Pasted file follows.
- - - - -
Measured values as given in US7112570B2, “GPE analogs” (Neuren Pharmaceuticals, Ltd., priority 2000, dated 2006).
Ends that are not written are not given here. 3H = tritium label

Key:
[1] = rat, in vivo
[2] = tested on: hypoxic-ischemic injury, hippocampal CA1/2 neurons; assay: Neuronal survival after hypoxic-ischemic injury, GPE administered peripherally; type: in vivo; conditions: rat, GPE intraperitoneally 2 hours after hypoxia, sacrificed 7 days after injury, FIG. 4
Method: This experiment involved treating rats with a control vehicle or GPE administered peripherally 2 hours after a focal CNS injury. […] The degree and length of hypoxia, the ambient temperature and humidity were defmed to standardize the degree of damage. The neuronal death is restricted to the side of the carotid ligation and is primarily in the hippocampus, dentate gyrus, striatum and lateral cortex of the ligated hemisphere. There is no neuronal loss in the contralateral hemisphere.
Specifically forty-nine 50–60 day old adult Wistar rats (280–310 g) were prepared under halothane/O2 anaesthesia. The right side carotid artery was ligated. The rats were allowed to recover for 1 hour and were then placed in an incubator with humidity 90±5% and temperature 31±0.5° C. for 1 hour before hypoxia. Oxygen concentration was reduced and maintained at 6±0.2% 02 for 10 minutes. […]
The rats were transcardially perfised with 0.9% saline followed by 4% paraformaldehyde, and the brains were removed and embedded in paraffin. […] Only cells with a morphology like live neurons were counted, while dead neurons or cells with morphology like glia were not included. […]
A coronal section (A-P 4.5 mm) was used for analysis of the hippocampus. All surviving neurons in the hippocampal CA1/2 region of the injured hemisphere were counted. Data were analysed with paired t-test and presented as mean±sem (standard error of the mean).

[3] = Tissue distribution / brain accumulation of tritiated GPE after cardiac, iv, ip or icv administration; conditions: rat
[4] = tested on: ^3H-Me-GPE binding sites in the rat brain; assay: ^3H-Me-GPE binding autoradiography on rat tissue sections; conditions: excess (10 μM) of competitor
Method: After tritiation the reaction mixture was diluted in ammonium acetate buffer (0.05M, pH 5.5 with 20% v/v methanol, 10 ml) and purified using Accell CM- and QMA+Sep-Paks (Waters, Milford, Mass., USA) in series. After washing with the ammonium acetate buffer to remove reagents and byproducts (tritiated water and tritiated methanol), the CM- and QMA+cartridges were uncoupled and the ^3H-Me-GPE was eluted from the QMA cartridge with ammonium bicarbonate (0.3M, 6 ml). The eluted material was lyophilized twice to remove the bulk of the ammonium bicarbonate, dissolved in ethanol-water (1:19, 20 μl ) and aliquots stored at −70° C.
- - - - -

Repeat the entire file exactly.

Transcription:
Measured values as given in US7112570B2, “GPE analogs” (Neuren Pharmaceuticals, Ltd., priority 2000, dated 2006).
Ends that are not written are not given here. 3H = tritium label

Key:
[1] = rat, in vivo
[2] = tested on: hypoxic-ischemic injury, hippocampal CA1/2 neurons; assay: Neuronal survival after hypoxic-ischemic injury, GPE administered peripherally; type: in vivo; conditions: rat, GPE intraperitoneally 2 hours after hypoxia, sacrificed 7 days after injury, FIG. 4
Method: This experiment involved treating rats with a control vehicle or GPE administered peripherally 2 hours after a focal CNS injury. […] The degree and length of hypoxia, the ambient temperature and humidity were defmed to standardize the degree of damage. The neuronal death is restricted to the side of the carotid ligation and is primarily in the hippocampus, dentate gyrus, striatum and lateral cortex of the ligated hemisphere. There is no neuronal loss in the contralateral hemisphere.
Specifically forty-nine 50–60 day old adult Wistar rats (280–310 g) were prepared under halothane/O2 anaesthesia. The right side carotid artery was ligated. The rats were allowed to recover for 1 hour and were then placed in an incubator with humidity 90±5% and temperature 31±0.5° C. for 1 hour before hypoxia. Oxygen concentration was reduced and maintained at 6±0.2% 02 for 10 minutes. […]
The rats were transcardially perfised with 0.9% saline followed by 4% paraformaldehyde, and the brains were removed and embedded in paraffin. […] Only cells with a morphology like live neurons were counted, while dead neurons or cells with morphology like glia were not included. […]
A coronal section (A-P 4.5 mm) was used for analysis of the hippocampus. All surviving neurons in the hippocampal CA1/2 region of the injured hemisphere were counted. Data were analysed with paired t-test and presented as mean±sem (standard error of the mean).

[3] = Tissue distribution / brain accumulation of tritiated GPE after cardiac, iv, ip or icv administration; conditions: rat
[4] = tested on: ^3H-Me-GPE binding sites in the rat brain; assay: ^3H-Me-GPE binding autoradiography on rat tissue sections; conditions: excess (10 μM) of competitor
Method: After tritiation the reaction mixture was diluted in ammonium acetate buffer (0.05M, pH 5.5 with 20% v/v methanol, 10 ml) and purified using Accell CM- and QMA+Sep-Paks (Waters, Milford, Mass., USA) in series. After washing with the ammonium acetate buffer to remove reagents and byproducts (tritiated water and tritiated methanol), the CM- and QMA+cartridges were uncoupled and the ^3H-Me-GPE was eluted from the QMA cartridge with ammonium bicarbonate (0.3M, 6 ml). The eluted material was lyophilized twice to remove the bulk of the ammonium bicarbonate, dissolved in ethanol-water (1:19, 20 μl ) and aliquots stored at −70° C.